Asia-Pacific

Apr 15, 2016

East Timor is mad as hell, and it’s our fault

The East Timorese may be poor, but they are not stupid. And we need to stop exploiting them, writes freelance journalist John Martinkus.

Jose Belo (left) and Commander David Alex (right) (Photo: John Martinkus)

12 comments

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12 thoughts on “East Timor is mad as hell, and it’s our fault

  1. Aphra

    Thanks for this article.

    Australia’s treatment of Timor Leste is one of the more shameful acts in our history.

    No body much seems to care, however.

  2. Dog's Breakfast

    I care Aphra, and apart from turning a blind eye to massacres for ages, it was a great moment when John Howard reluctantly wandered into the mess, at US urging, and actually did something right.

    But then the zombie apocalypse in the form of Al Downer took away any chance of real sovereignty by stealing their reasonable claims about sovereignty over the Sunrise development, spying on them at the time.

    What has happened to Labor, have they finally found their soul?

    We can only hope.

  3. Woopwoop

    Was it at US urging? As I remember, there was a massive public outcry in Australia, which forced a reluctant Howard to ask Clinton for help in the UN.

  4. Woopwoop

    As here, from Noam Chomsky’s website:
    John Roosa, historian on Indonesia and official observer of the vote, described the situation starkly: “Given that the pogrom was so predictable, it was easily preventable… But in the weeks before the ballot, the Clinton Administration refused to discuss with Australia and other countries the formation (of an international force). Even after the violence erupted, the administration dithered for days” (2). Finally it was compelled by international (primarily Australian) and domestic pressure to make some timid gestures. Even these ambiguous messages sufficed to induce the Indonesian generals to reverse course and accept an international presence.

  5. AR

    [email protected] – “one of…” and we have quite a selection for comparison, our treatment of the Ellis/Gilbert Islands and other tiny entities in our region ranks with the French & other vicious colonials in sheer wicked exploitation.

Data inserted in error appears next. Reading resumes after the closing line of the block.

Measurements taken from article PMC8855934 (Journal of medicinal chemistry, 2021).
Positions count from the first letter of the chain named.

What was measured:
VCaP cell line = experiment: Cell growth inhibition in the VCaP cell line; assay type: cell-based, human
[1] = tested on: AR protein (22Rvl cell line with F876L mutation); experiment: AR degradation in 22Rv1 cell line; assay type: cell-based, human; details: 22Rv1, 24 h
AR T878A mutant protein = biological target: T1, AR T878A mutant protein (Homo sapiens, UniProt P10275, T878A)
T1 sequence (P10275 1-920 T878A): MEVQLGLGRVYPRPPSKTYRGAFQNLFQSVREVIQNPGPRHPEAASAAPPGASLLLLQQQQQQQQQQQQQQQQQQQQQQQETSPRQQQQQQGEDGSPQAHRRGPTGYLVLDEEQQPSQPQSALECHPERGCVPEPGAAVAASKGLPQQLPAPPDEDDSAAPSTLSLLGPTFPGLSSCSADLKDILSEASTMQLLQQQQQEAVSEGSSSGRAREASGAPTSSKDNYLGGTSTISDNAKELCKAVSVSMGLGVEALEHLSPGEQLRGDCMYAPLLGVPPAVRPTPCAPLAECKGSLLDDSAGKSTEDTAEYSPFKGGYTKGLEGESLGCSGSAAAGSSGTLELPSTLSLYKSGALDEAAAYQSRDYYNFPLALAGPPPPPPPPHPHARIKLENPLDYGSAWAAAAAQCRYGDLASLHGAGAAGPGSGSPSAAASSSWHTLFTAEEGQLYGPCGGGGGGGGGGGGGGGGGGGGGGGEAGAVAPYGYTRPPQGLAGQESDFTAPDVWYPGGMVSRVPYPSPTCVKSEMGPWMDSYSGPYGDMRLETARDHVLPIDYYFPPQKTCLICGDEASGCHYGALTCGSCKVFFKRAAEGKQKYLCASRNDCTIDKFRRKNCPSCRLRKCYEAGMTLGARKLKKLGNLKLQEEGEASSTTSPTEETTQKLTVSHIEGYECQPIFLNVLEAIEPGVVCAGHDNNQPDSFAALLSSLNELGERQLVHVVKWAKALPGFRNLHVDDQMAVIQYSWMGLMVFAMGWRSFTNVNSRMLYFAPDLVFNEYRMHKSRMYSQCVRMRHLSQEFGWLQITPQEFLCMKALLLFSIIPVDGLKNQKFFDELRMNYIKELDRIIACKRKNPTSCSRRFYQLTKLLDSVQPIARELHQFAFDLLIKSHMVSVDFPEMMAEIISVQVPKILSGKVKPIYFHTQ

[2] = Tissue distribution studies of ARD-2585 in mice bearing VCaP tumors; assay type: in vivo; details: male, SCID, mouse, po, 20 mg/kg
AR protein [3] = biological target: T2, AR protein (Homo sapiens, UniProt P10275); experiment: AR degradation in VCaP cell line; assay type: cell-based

As others have noted above, Howard, inexplicably and contrary to his baser insitncts, did the right thing, no thanks to the US which, as in 1975 would have preferred the status quo.

  6. Norman Hanscombe

    Don’t ANY of the Crikey Fellow Travellers know how to find the background details to this problem? I found even the more mediocre students I encountered could manage to fo this far better than do Crikey’s Devotees.

  7. Jaybuoy

    The right to the resources of their country is in their spilt blood..

  8. klewso

    Another “Howard legacy” – the bugging (paid for by we tax-payers) and bullying of another country, on behalf of an Australian company (paying some tax) – the dregs of which haunt this government.

  9. AR

    To paraphrase from Iraq I & II, “how come our oil is under their seabed?”.

  10. Robert Johnson

    Howard had not planned to be seen as Timor’s saviour, but had wedged himself when Habibie reacted to his ‘Matignon Accord’ urging (by which Howard thought he was assisting Indonesia to have a quasi act of self-determination that would fail — or, in Howard’s reckoning, succeed — in putting an end to Timorese aspirations for independence). At least Howard seized the chance to do the right if unanticipated thing, even if he had little choice.

    Dog’s [email protected] — Downer certainly, but recall that, on the day of it’s independence celebrations in 2002, newly-installed PM Alkatiri was pressed by Howard into one formal duty only: taken into a room to sign his agreement to the Timor Sea treaty. An act of “you owe us, you need us, now sign here”.

    Good that Plibersek has steered through a position that has likely enjoyed majority support for years at ALP membership level.

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